Road Trip


  • Take a trip around Edinburgh

    Immerse yourself in the historic, serene countryside of Central Scotland as you follow in the footsteps of ill-fated monarch Mary Queen of Scots, who succeeded to the throne in 1542, aged six days old.

  • Linlithgow Palace

    The adventure begins at the birth place of Mary Queen of the Scots, Linlithgow. Linlithgow Palace, which is 15 miles west of the Scottish capital, is One of Scotland’s finest surviving medieval buildings, and is said to be haunted by the spectre of Mary of Guise, mother to Mary Queen of Scots.

    From Linlithgow, follow the A803 to Falkirk where you will find the spectacular Falkirk Wheel, the only rotating boat lift in the world. This incredible feat of modern-day engineering hoists boats between the Union Canal and the Forth and Clyde Canal.

  • Falkirk

    From Falkirk, head north to the Kincardine Bridge, which spans the meandering River Forth. Then a quick stop-off in the quaint village of Clackmannan will put you at the home of the Stone of Mannan, a pre-Christian monument which sits in the town square. On the edge of town you’ll spot the impressive golden stones of Clackmannan Tower, which was built in the 1300s by David II.

    Heading on, we head to the picturesque town of Alloa. Home to the largest and oldest surviving keep in Scotland, Alloa Tower, it was here that Mary Queen of Scots reconciled with her first cousin, Lord Darnley, whom she married after the death of her first husband, King Francis II.

  • Alloa

    For breath-taking views of the magnificent Ochil Hills, which stretch 25 miles from the Firth of Tay to Stirling, take the A908 via Sauchie and onto Tillicoultry. You won’t find many more stunning places to stretch your legs than in the glen behind the small village, which sits in the foothills of the Ochils.

    The area grew in population during the Industrial Revolution, with the power generated by the running water of the burns giving rise to many textile mills and mill towns.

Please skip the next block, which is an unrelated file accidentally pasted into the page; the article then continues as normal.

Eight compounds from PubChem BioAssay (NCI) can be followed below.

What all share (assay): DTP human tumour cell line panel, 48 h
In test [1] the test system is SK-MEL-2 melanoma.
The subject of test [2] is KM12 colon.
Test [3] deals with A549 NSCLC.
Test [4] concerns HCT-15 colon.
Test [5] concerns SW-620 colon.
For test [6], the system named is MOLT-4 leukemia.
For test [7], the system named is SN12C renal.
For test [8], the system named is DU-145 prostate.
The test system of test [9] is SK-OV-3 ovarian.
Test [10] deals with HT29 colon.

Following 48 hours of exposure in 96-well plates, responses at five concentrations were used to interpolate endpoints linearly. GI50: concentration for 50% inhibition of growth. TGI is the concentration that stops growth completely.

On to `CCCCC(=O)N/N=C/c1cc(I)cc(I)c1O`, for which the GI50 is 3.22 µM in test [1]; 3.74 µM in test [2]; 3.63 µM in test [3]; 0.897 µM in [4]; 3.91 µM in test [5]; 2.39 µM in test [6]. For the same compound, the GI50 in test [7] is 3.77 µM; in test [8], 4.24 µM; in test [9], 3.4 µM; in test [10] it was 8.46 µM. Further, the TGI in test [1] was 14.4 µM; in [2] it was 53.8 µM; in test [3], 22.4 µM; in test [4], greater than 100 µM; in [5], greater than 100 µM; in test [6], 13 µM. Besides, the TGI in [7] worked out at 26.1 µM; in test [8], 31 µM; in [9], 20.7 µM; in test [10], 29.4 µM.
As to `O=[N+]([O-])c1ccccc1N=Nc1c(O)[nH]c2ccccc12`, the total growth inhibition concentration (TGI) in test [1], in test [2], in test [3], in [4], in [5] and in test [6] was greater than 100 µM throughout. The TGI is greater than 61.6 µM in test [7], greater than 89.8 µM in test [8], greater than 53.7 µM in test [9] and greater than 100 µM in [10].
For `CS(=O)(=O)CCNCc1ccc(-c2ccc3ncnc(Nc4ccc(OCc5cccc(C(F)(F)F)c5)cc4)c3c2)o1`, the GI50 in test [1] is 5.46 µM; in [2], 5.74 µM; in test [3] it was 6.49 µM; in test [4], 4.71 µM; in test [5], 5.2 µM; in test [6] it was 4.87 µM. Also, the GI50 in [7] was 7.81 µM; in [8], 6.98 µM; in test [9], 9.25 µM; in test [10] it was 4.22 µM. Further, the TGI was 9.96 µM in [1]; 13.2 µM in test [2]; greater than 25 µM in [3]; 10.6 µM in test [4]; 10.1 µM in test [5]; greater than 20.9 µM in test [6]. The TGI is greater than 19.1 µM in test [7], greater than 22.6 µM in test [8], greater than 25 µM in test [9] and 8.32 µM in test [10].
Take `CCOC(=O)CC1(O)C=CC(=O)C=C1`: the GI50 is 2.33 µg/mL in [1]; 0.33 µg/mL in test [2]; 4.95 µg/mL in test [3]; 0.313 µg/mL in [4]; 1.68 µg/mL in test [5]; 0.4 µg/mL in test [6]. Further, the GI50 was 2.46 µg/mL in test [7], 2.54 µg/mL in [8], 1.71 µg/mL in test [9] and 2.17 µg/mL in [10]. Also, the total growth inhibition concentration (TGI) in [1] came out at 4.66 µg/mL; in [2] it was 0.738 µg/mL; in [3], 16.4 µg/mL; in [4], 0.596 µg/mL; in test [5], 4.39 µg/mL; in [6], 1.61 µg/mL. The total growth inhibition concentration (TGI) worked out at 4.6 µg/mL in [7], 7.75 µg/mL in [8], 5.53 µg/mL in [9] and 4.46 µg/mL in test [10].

• Dollar

    Head east on the A91 to Dollar where you will be greeted by the dramatic ruin of Castle Campbell looming down over the village from Dollar Glenn. The commanding structure, set alight by Oliver Cromwell’s troops in 1654, is known locally as ‘Castle Gloom’.

    Administered by Historic Scotland, the castle sits in splendid isolation between two craggy ravines. The family home of the Campbell clan from the 15th century, it entertained many an important person of the day until the Campbell’s eventual departure for Stirling in the late 17th century.

  • Kinross

    Continuing eastward we hit the picturesque town of Falkland, nestled between the hills. It is best known for Falkland Palace, once home to Mary Queen of Scots, who spent some of the happiest days of her tragic life here. It is also home to one of only two 16th century tennis courts in Britain, where Mary enjoyed games of ‘real’ tennis.

    Drive south through the Lomond Hills through Glenrothes and continue on to Kinross, where boat trips run to the Loch Leven Castle. Mary was imprisoned here in 1567 following an uprising, spending a year in captivity before dramatically escaping.

  • Dunfermline

    From Kinross, we set off on the penultimate leg of our journey, south to Dunfermline, a former capital of Scotland suffused with history. Indeed, King Malcolm III married Saint Margaret of Scotland in the town in the 11th century.

    As well as the ruins to a palace built by King James V1 in the 16th century, the town is also home to a 12th century abbey, which is the burial place of Robert the Bruce and 11 other Scottish monarchs.

  • South Queensferry

    Getting back on the M90 we’d take the Forth Road Bridge into South Queensferry, where you can relax and enjoy some fresh fish by the harbour as the sun sets. The Boat House has some of the best food in town and offers stunning views of the impressive Forth Rail Bridge.

    From here, it’s a short drive back to Edinburgh and the vibrancy of the nation’s capital.